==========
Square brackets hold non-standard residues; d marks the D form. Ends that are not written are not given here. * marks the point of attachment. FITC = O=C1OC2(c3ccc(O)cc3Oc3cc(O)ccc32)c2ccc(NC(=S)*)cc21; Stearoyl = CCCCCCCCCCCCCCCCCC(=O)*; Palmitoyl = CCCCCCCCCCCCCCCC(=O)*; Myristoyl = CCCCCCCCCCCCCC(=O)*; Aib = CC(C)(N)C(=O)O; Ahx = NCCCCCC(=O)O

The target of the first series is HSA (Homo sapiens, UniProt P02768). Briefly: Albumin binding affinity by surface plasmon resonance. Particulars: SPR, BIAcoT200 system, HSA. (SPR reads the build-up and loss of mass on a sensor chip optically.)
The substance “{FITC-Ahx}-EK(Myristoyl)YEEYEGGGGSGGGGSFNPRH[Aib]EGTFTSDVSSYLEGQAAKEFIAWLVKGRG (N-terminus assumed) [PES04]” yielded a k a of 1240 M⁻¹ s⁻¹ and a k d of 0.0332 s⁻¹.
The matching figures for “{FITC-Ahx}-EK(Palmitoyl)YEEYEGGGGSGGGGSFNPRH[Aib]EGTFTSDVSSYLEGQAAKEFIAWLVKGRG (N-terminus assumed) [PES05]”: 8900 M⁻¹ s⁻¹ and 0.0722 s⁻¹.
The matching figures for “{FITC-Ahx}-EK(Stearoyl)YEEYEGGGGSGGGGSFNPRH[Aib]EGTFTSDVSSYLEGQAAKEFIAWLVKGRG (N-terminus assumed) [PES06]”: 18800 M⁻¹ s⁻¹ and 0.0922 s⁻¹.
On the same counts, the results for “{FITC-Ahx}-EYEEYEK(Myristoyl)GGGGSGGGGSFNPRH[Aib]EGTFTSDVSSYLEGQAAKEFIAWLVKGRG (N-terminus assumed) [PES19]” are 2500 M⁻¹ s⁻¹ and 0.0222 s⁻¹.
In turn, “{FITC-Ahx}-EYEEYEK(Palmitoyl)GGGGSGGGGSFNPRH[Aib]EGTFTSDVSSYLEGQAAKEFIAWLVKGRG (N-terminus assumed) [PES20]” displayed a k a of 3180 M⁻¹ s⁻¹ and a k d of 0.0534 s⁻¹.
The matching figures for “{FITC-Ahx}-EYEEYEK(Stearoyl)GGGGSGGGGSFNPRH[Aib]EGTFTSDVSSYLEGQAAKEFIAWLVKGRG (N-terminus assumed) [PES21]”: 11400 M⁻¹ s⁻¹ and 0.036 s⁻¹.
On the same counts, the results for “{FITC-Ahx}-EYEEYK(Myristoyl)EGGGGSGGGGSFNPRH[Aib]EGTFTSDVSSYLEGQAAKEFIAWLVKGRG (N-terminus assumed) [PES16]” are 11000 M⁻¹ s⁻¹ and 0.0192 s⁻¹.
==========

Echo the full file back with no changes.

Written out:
Square brackets hold non-standard residues; d marks the D form. Ends that are not written are not given here. * marks the point of attachment. FITC = O=C1OC2(c3ccc(O)cc3Oc3cc(O)ccc32)c2ccc(NC(=S)*)cc21; Stearoyl = CCCCCCCCCCCCCCCCCC(=O)*; Palmitoyl = CCCCCCCCCCCCCCCC(=O)*; Myristoyl = CCCCCCCCCCCCCC(=O)*; Aib = CC(C)(N)C(=O)O; Ahx = NCCCCCC(=O)O

The target of the first series is HSA (Homo sapiens, UniProt P02768). Briefly: Albumin binding affinity by surface plasmon resonance. Particulars: SPR, BIAcoT200 system, HSA. (SPR reads the build-up and loss of mass on a sensor chip optically.)
The substance “{FITC-Ahx}-EK(Myristoyl)YEEYEGGGGSGGGGSFNPRH[Aib]EGTFTSDVSSYLEGQAAKEFIAWLVKGRG (N-terminus assumed) [PES04]” yielded a k a of 1240 M⁻¹ s⁻¹ and a k d of 0.0332 s⁻¹.
The matching figures for “{FITC-Ahx}-EK(Palmitoyl)YEEYEGGGGSGGGGSFNPRH[Aib]EGTFTSDVSSYLEGQAAKEFIAWLVKGRG (N-terminus assumed) [PES05]”: 8900 M⁻¹ s⁻¹ and 0.0722 s⁻¹.
The matching figures for “{FITC-Ahx}-EK(Stearoyl)YEEYEGGGGSGGGGSFNPRH[Aib]EGTFTSDVSSYLEGQAAKEFIAWLVKGRG (N-terminus assumed) [PES06]”: 18800 M⁻¹ s⁻¹ and 0.0922 s⁻¹.
On the same counts, the results for “{FITC-Ahx}-EYEEYEK(Myristoyl)GGGGSGGGGSFNPRH[Aib]EGTFTSDVSSYLEGQAAKEFIAWLVKGRG (N-terminus assumed) [PES19]” are 2500 M⁻¹ s⁻¹ and 0.0222 s⁻¹.
In turn, “{FITC-Ahx}-EYEEYEK(Palmitoyl)GGGGSGGGGSFNPRH[Aib]EGTFTSDVSSYLEGQAAKEFIAWLVKGRG (N-terminus assumed) [PES20]” displayed a k a of 3180 M⁻¹ s⁻¹ and a k d of 0.0534 s⁻¹.
The matching figures for “{FITC-Ahx}-EYEEYEK(Stearoyl)GGGGSGGGGSFNPRH[Aib]EGTFTSDVSSYLEGQAAKEFIAWLVKGRG (N-terminus assumed) [PES21]”: 11400 M⁻¹ s⁻¹ and 0.036 s⁻¹.
On the same counts, the results for “{FITC-Ahx}-EYEEYK(Myristoyl)EGGGGSGGGGSFNPRH[Aib]EGTFTSDVSSYLEGQAAKEFIAWLVKGRG (N-terminus assumed) [PES16]” are 11000 M⁻¹ s⁻¹ and 0.0192 s⁻¹.